What needs to be addressed is not the legal question but the message that the gun-toters are sending.
This is not about the politics of populism. It's about the politics of the jackboot. It's not about an opposition that has every right to free expression. It's about an angry minority engaging in intimidation backed by the threat of violence.
There is a philosophical issue here that gets buried under the fear that so many politicians and media-types have of seeming to be out of touch with the so-called American heartland.
The simple fact is that an armed citizenry is not the basis for our freedoms. Our freedoms rest on a moral consensus, enshrined in law, that in a democratic republic we work out our differences through reasoned, and sometimes raucous, argument. Free elections and open debate are not rooted in violence or the threat of violence. They are precisely the alternative to violence, and guns have no place in them.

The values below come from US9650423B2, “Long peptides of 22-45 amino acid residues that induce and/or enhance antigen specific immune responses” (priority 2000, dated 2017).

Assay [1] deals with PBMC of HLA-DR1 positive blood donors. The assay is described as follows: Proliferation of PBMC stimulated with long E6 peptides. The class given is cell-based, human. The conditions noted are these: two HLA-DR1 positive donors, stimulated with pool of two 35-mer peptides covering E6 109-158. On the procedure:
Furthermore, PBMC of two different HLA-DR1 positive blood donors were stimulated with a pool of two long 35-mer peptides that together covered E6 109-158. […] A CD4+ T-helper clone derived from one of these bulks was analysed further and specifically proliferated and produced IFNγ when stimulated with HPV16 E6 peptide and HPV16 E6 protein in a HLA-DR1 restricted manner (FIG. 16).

On the contrary, violence and the threat of violence have always been used by those who wanted to bypass democratic procedures and the rule of law. Lynching was the act of those who refused to let the legal system do its work. Guns were used on election days in the Deep South during and after Reconstruction to intimidate black voters and take control of state governments.
Our Freedoms Are Not Based On Violence
From E.J. Dionne, who nails the whole bring-your-gun-to-the-townhall thing: